Corn Commentary

Brazil Wants Our Ethanol Market

Post Update: The Brazilian ethanol industry’s planned promotional event in Washington D.C. has been abruptly canceled, according to a news release.

First, they took over the IndyCar Series, after the U.S. ethanol industry worked hard to get the series to switch to 100 percent ethanol - now Brazil wants to take over our domestic ethanol market that has taken decades to develop to lessen our own dependence on foreign sources of energy. They’ve even adopted the “e” logo developed by the U.S. industry!

apex brasilThe Brazilian Sugarcane Industry Association (UNICA) is taking their promotion of imported sugarcane ethanol to Washington DC next week by offering a 54 cent per gallon discount on gasoline the Tuesday before Memorial Day at two Capitol Hill gas stations to draw attention to a 54 cents per gallon tariff on imported ethanol.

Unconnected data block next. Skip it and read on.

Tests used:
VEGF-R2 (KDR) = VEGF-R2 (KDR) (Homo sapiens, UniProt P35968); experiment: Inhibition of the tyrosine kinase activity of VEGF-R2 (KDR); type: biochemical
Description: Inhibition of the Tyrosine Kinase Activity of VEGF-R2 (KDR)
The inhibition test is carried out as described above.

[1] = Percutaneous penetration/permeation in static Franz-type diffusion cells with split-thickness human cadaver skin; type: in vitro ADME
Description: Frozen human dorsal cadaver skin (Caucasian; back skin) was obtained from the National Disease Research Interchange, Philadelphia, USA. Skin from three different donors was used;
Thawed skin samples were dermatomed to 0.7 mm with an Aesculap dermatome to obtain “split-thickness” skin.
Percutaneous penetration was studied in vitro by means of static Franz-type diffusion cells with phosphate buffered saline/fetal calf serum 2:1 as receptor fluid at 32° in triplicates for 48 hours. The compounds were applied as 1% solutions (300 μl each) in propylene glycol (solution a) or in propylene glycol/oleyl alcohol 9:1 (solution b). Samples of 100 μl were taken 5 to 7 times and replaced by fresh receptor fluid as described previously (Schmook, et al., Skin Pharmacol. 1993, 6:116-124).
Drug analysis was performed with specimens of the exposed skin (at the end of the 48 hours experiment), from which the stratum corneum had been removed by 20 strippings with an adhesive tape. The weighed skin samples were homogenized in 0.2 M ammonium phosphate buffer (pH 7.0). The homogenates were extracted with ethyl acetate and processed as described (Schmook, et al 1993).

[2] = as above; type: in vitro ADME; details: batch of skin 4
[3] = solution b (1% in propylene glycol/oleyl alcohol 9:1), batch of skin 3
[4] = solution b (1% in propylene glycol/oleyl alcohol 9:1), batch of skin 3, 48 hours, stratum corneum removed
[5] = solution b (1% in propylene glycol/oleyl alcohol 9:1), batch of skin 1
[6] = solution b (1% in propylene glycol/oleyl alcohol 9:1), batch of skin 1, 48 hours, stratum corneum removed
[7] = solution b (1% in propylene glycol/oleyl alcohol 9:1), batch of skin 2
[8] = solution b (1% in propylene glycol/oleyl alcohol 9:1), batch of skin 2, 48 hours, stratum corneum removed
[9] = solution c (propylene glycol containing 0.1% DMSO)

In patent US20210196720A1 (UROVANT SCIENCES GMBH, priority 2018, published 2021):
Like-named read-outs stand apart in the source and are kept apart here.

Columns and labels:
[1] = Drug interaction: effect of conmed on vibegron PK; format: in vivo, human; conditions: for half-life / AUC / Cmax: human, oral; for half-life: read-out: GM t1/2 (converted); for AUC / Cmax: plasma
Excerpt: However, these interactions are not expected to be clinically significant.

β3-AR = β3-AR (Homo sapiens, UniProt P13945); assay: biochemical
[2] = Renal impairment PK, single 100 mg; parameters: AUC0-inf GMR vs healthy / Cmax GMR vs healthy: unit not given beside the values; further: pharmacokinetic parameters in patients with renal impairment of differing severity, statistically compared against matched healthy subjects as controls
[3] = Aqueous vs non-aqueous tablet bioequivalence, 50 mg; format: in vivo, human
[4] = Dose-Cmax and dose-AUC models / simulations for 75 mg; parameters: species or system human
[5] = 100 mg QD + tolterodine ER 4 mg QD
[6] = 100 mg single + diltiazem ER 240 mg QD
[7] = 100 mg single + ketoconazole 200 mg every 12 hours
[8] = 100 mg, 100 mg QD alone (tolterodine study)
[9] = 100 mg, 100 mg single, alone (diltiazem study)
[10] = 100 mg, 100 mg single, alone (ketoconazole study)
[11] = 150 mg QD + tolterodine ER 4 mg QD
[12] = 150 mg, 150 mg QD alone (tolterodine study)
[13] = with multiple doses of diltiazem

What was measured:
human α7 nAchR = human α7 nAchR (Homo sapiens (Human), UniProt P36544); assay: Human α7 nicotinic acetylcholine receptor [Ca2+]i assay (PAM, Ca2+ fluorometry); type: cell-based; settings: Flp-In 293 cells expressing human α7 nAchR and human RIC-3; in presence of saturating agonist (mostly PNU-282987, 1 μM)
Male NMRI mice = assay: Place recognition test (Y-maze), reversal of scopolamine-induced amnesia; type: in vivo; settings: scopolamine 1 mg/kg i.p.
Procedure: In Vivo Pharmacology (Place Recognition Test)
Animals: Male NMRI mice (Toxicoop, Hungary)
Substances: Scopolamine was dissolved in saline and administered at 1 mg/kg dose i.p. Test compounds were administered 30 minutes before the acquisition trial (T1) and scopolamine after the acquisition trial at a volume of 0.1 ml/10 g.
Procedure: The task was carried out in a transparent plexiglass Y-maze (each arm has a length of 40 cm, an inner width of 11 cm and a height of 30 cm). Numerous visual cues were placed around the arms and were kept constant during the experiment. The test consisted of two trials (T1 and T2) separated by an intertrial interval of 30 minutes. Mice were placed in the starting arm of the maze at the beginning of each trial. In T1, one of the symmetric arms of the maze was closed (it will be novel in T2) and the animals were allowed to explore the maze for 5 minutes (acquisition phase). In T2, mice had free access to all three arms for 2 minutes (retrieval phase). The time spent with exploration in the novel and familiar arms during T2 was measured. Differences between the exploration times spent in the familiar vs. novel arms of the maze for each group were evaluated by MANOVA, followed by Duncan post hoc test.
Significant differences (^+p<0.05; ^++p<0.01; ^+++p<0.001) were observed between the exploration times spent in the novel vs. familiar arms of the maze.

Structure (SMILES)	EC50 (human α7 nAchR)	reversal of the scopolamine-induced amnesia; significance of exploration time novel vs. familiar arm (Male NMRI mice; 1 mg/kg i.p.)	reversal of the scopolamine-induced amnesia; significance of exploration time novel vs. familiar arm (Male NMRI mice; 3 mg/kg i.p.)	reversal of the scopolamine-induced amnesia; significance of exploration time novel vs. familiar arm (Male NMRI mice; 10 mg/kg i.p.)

“The one-day discount will provide Washington area residents with a preview of how Americans across the country could save money at the pump if Congress ends this unfair import tax later this year,” reads the UNICA release on the promotion.

Sugarcane ethanol has already gotten a boost from California‘s contested low carbon fuel standard (LCFS) which seems to give it an advantage over corn-based ethanol. UNICA is also using the Environmental Protection Agency’s (EPA) designation of sugarcane ethanol as an “advanced renewable fuel” to promote their product.

With exports of U.S. corn ethanol on the increase and the ethanol tax incentive with the associated tariff on imports set to expire at the end of the year, the very real possibility exists that we could end up exporting our domestic fuel and importing foreign ethanol. That would kind of defeat the whole “energy independence” goal, doncha think?

Brazil has done a tremendous job of decreasing their own reliance on foreign sources of energy. As Growth Energy CEO Tom Buis puts it, “The only thing we should be importing from Brazil is their resolve to become energy independent.”

The U.S. ethanol industry needs to take a cue from Brazil and become even more aggressive in promoting home-grown fuel. We have built a market here at home, we need to keep it.